Monday, 21 April 2008

Commission ascribes dignity to spinach

A federal ethics commission issues a paper, declaring that spinach has a dignity, and therefore certain behaviours against spinach should be regarded as morally not acceptable. A spinach-hating child, for instance, is not allowed to tear out spinach plants in mother's garden wantonly. The reason, according to the commission, is not the damage of this vandalizing act to the gardening mother, but the dignity of the spinach plants. In contrast, tearing out spinach plants for eating them does not hurt their dignity. The commission does not comment on the influence of cooking versus eating as salad on the dignity of spinach plants.

Does this sound like a joke? Maybe, but it really happened last week in Switzerland. Our Federal Ethics Commission is a panel of reputed philosophers, theologians, biologists and physicians. And it came, unanimously, to the conclusion that plants have a dignity that is to be respected. The spinach example is mine, not theirs, but I derived it from their own examples because I find spinach more fun than, say, beautiful flowers by the wayside. Dignity must not depend on beauty, in my view.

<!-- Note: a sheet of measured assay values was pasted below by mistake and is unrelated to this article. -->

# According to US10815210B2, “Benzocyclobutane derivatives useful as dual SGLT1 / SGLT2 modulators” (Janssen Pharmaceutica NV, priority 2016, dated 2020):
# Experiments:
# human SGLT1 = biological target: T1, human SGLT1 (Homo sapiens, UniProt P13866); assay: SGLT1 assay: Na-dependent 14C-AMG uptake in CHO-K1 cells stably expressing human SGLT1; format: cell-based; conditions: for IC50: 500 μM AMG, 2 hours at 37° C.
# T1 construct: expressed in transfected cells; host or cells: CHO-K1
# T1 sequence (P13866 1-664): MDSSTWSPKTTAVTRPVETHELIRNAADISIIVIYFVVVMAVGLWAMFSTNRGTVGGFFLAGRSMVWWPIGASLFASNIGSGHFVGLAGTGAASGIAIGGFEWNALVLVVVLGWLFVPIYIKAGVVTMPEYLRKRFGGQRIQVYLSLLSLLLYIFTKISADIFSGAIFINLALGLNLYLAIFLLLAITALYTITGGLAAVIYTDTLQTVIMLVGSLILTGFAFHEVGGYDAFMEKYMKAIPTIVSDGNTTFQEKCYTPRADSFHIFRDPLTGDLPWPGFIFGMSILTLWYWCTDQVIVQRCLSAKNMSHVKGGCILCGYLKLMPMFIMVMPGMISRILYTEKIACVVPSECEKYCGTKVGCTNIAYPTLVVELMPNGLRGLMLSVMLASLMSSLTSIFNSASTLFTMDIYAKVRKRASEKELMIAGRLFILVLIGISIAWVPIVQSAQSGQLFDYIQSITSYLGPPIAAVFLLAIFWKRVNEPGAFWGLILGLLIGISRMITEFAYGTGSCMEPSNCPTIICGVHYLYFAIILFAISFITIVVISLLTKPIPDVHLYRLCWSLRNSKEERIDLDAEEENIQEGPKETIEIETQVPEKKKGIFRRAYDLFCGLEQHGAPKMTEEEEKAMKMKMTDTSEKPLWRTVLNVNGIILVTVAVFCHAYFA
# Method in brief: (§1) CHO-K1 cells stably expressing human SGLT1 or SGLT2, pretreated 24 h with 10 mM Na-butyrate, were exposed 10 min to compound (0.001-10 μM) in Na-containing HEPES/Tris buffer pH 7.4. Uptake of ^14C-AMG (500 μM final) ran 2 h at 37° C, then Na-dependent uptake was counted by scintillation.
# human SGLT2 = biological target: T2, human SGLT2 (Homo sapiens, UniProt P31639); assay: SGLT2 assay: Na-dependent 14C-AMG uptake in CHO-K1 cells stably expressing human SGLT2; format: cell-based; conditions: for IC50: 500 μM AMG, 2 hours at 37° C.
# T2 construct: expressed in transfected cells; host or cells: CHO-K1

It seems that the philosophers and theologians have been the leading spokespersons in these discussions and that the natural science fraction has not managed to keep things down to earth.

Our leading weekend TV satire show has tried to apply the plant dignity guidelines in everyday situations. It was a real fun. For instance, the show introduced a papa tomato and a mama tomato, together with a couple of cherry tomatoes, as a family. After some heart-warming, humanizing talk, one of the anchormen outed himself as a cruel child eater. And his fellow, after peeling an onion, broke out in tears, stating that he knows now why we all weep when violating the dignity of these veggie beings.

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